Now, if we did not know better, we might chide Jesus for missing an opportunity to share the Gospel with these priests and scribes; except I think He knew that they were not going to be receptive to His message and chose not to engage. We especially see Christ choosing not to engage some of his accusers when He is arrested. Take Herod for example: “Now Herod was very glad when he saw Jesus; for he had wanted to see Him for a long time, because he had been hearing about Him and was hoping to see some sign performed by Him. And he questioned Him at some length; but He answered him nothing” (Luke 23:8-9). Herod’s hope was not to determine whether Jesus was innocent or to receive any wisdom or truth but to watch Him perform a miracle. So, as with the priests and scribes, Jesus chose not to engage.

As I mentioned earlier I missed this important principle of choosing whom to engage and, thus, engaged everyone, including folks who were clearly antagonistic towards Christianity. And no matter what I said or did, even if my points went over flawlessly, these people would change the subject, resort to name-calling, deny the arguments anyway, or all of the above. Engaging these folks is exhausting and frustrating and altogether unproductive because it seems to me that a lot of them feed off the constant disputation, this adversarial back-and-forth that eventually leads to nowhere because they have already decided that nothing anyone says will change their mind.

Remember, Jesus said that He is the Shepherd that “calls his own sheep by name… and the sheep follow him because they know his voice” (John 10:3-4). Practically, a sheep that hears his Shepherd’s voice looks like someone willing to consider what we have to say without spewing venom in return, someone willing to ask genuine questions without resorting to intellectual dishonesty, in short, someone who is made willing by the grace of God and the power of the Holy Spirit convicting his heart (John 16:8). This requires a bit of a balancing act because, on the one hand, Paul tells us to make the most out of every opportunity (Colossians 4:5), but on the other Jesus (and Proverbs) distinguishes for us what true opportunities look like.

I know that I turned people off and strained friendships and other relationships when I first started out because I did not understand this important principle. And I have had to repent for being contentious and rude in my attempts to engage every single person. But I do see the wisdom in using discernment with whom to engage; and I pray that God grant us all the wisdom to distinguish between the sheep that hear their Shepherd’s voice and those that would seek to trample what is holy under their feet.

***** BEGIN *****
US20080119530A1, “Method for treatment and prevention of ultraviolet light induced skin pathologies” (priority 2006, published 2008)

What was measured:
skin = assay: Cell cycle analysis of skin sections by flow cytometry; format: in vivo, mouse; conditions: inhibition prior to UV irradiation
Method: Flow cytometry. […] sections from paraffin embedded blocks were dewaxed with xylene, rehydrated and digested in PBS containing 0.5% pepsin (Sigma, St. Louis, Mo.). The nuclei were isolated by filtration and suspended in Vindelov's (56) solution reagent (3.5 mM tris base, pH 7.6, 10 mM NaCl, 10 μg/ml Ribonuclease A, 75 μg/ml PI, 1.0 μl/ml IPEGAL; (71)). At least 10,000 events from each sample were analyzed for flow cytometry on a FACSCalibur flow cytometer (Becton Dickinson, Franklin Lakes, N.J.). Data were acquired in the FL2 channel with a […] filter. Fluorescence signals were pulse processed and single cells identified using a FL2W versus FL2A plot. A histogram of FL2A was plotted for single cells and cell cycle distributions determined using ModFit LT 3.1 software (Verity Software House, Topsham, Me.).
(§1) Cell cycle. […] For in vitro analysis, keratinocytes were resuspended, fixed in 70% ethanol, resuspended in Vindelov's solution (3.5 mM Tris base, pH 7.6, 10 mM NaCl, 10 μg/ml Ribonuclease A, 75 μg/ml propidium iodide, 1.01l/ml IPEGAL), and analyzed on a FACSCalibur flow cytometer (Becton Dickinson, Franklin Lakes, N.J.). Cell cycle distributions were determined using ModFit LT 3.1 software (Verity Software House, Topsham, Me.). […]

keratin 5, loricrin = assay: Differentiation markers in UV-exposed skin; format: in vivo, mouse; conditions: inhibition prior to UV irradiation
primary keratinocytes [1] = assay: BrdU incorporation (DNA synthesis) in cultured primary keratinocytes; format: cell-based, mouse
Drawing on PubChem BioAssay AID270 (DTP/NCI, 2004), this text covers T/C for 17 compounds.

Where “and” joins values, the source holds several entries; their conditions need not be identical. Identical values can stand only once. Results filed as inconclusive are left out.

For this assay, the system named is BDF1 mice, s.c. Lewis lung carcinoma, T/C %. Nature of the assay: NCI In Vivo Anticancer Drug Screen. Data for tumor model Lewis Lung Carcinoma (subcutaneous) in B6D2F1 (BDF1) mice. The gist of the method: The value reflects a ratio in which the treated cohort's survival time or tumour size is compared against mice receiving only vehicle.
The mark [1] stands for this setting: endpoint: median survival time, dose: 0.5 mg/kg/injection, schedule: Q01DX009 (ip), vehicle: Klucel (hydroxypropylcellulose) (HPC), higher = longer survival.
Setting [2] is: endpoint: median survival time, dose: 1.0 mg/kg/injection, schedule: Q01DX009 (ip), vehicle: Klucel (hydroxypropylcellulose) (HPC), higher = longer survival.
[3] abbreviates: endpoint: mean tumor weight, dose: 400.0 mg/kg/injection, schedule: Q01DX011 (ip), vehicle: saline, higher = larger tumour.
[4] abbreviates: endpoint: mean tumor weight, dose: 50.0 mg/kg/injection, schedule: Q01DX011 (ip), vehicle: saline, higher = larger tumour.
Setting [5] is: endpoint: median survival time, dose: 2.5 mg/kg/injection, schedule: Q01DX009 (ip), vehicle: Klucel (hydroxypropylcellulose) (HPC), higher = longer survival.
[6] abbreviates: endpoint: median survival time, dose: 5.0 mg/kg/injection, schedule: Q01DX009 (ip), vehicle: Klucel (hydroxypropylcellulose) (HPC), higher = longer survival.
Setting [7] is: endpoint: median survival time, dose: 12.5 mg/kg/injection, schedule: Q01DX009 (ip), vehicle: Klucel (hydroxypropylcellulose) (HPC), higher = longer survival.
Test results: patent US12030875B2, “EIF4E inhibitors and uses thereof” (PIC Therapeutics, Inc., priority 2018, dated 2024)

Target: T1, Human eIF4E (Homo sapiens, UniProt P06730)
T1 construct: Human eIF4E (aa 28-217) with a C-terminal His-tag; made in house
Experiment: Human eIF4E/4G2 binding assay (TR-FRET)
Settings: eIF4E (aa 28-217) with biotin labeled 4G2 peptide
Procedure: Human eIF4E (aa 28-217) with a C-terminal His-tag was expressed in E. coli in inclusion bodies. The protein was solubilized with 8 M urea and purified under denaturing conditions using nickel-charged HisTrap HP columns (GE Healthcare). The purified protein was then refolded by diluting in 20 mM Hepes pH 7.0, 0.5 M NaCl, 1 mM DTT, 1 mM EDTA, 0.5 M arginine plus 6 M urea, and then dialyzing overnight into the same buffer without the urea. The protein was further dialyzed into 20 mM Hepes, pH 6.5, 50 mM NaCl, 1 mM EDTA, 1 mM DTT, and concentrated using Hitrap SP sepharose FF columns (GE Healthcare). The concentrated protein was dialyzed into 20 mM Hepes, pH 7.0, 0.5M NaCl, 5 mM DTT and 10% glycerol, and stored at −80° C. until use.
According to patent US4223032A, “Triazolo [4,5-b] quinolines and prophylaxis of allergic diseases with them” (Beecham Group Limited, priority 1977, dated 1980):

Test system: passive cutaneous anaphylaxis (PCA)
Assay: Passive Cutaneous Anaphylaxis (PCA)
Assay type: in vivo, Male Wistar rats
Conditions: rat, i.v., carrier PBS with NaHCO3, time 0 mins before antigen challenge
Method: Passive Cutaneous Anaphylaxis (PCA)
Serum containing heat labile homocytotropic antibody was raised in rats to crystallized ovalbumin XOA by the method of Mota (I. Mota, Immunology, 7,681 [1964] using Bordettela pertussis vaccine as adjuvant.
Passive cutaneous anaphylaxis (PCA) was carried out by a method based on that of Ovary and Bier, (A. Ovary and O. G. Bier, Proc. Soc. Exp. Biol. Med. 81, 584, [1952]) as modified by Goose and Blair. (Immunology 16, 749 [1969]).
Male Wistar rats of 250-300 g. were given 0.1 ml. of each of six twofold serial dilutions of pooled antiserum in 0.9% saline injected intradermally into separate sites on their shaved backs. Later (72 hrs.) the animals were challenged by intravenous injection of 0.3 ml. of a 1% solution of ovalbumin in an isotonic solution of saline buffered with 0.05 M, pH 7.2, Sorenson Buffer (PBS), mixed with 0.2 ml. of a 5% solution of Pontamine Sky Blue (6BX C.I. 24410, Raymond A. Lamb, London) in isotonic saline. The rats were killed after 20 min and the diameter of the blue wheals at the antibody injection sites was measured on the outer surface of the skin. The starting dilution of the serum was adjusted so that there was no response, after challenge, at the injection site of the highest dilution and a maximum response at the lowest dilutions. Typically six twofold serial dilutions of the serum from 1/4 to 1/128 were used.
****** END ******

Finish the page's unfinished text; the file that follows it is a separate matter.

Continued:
11 COMMENTS

  1. You are dead on here! I think we absolutely have to let God open doors for us and when the opportunity surfaces, we need to be prepared to give a defense, as scripture states. All too often, we can loose sight of the reason we are defending Christianty and instead, focus on winning the argument. That being said, I still see the importance of spreading the Gospel as crucial but at the same time, avoiding debates that become nothing more than a sparring match of name dropping and factual gotchas…..

  2. A great article. I wish I had begun studying apologetics earlier in my life. It would have saved me from so many missteps. I’ve been thinking about this very topic lately and have discussed it with several Christian friends. I used to feel an obligation to meet everyone’s challenge but have come to learn that many skeptics simply want to remain where they are. I asked one skeptic if he’d become a Christian if he knew it to be true. He actually said no.

  3. Superb article! Thank you for sharing your story. I am often frustrated by what comes across to me as pushiness by Christians who are convinced that the Great Commission means indiscriminately telling every person they meet about the Gospel, even when met with the reactions you described above. You provided some great Scripture references for what you learned through experience. Although I strive to be more alert to opportunities for sharing my faith, I want to be aware of when it’s best to keep silent.

  4. Insightful article! I’ve heard the reference regarding Jesus referring to Himself as the shepherd whose sheep know his voice. One tactic I’ve learned is if you’re encountering resistance, ask “if Christianity were proven true, would you become a Christian?” Their response to that question will tell you if it’s time to move on.

    • Yes! Frank Turek likes to use that question; and it’s a great one to ask because if they say, “No!” then you know their issue is not intellectual but moral. Many great-thinking non-believers, at the end of the day, just don’t want to be accountable to a higher Authority. Thanks for the comment Ryan!

  5. […] or providing a defense of the faith, it is unwise to engage every single person you meet because not everyone deserves an answer. To engage those who do not deserve an answer is like “beating the air”; the contact is […]